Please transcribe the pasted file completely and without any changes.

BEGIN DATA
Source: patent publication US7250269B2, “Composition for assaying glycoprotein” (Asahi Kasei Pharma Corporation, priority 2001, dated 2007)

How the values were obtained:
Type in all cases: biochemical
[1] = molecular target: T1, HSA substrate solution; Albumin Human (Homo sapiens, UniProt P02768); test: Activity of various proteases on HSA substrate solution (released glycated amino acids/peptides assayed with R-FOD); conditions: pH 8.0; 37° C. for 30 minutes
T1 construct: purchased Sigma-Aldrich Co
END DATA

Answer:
Source: patent publication US7250269B2, “Composition for assaying glycoprotein” (Asahi Kasei Pharma Corporation, priority 2001, dated 2007)

How the values were obtained:
Type in all cases: biochemical
[1] = molecular target: T1, HSA substrate solution; Albumin Human (Homo sapiens, UniProt P02768); test: Activity of various proteases on HSA substrate solution (released glycated amino acids/peptides assayed with R-FOD); conditions: pH 8.0; 37° C. for 30 minutes
T1 construct: purchased Sigma-Aldrich Co